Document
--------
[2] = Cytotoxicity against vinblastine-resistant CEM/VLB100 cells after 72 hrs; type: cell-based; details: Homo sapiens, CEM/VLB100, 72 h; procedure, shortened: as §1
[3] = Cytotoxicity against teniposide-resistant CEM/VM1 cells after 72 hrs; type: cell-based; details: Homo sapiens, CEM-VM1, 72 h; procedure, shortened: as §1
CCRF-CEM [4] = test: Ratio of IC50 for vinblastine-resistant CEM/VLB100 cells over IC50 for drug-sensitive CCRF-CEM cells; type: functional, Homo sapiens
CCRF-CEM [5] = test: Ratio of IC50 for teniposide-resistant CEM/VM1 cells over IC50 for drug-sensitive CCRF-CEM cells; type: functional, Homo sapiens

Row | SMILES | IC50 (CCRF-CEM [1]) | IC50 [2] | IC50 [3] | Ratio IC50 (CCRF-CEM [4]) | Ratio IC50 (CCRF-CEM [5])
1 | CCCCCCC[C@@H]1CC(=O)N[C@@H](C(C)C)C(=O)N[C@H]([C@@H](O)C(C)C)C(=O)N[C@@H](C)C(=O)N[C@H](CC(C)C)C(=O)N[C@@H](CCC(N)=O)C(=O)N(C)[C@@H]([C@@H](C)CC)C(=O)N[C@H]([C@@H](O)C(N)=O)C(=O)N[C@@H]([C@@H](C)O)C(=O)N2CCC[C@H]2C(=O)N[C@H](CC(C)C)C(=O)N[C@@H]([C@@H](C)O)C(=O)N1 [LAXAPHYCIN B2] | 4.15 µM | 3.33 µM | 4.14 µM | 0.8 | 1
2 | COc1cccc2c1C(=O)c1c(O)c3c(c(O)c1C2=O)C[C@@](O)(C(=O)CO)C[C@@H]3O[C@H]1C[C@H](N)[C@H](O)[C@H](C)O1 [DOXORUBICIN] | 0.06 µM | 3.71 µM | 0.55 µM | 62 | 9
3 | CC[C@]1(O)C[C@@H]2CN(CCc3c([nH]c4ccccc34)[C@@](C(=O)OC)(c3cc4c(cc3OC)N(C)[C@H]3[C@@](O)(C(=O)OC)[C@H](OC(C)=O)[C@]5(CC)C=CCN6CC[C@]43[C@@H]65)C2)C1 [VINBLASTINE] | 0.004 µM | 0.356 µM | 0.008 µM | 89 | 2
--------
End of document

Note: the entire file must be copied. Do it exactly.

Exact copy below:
[2] = Cytotoxicity against vinblastine-resistant CEM/VLB100 cells after 72 hrs; type: cell-based; details: Homo sapiens, CEM/VLB100, 72 h; procedure, shortened: as §1
[3] = Cytotoxicity against teniposide-resistant CEM/VM1 cells after 72 hrs; type: cell-based; details: Homo sapiens, CEM-VM1, 72 h; procedure, shortened: as §1
CCRF-CEM [4] = test: Ratio of IC50 for vinblastine-resistant CEM/VLB100 cells over IC50 for drug-sensitive CCRF-CEM cells; type: functional, Homo sapiens
CCRF-CEM [5] = test: Ratio of IC50 for teniposide-resistant CEM/VM1 cells over IC50 for drug-sensitive CCRF-CEM cells; type: functional, Homo sapiens

Row | SMILES | IC50 (CCRF-CEM [1]) | IC50 [2] | IC50 [3] | Ratio IC50 (CCRF-CEM [4]) | Ratio IC50 (CCRF-CEM [5])
1 | CCCCCCC[C@@H]1CC(=O)N[C@@H](C(C)C)C(=O)N[C@H]([C@@H](O)C(C)C)C(=O)N[C@@H](C)C(=O)N[C@H](CC(C)C)C(=O)N[C@@H](CCC(N)=O)C(=O)N(C)[C@@H]([C@@H](C)CC)C(=O)N[C@H]([C@@H](O)C(N)=O)C(=O)N[C@@H]([C@@H](C)O)C(=O)N2CCC[C@H]2C(=O)N[C@H](CC(C)C)C(=O)N[C@@H]([C@@H](C)O)C(=O)N1 [LAXAPHYCIN B2] | 4.15 µM | 3.33 µM | 4.14 µM | 0.8 | 1
2 | COc1cccc2c1C(=O)c1c(O)c3c(c(O)c1C2=O)C[C@@](O)(C(=O)CO)C[C@@H]3O[C@H]1C[C@H](N)[C@H](O)[C@H](C)O1 [DOXORUBICIN] | 0.06 µM | 3.71 µM | 0.55 µM | 62 | 9
3 | CC[C@]1(O)C[C@@H]2CN(CCc3c([nH]c4ccccc34)[C@@](C(=O)OC)(c3cc4c(cc3OC)N(C)[C@H]3[C@@](O)(C(=O)OC)[C@H](OC(C)=O)[C@]5(CC)C=CCN6CC[C@]43[C@@H]65)C2)C1 [VINBLASTINE] | 0.004 µM | 0.356 µM | 0.008 µM | 89 | 2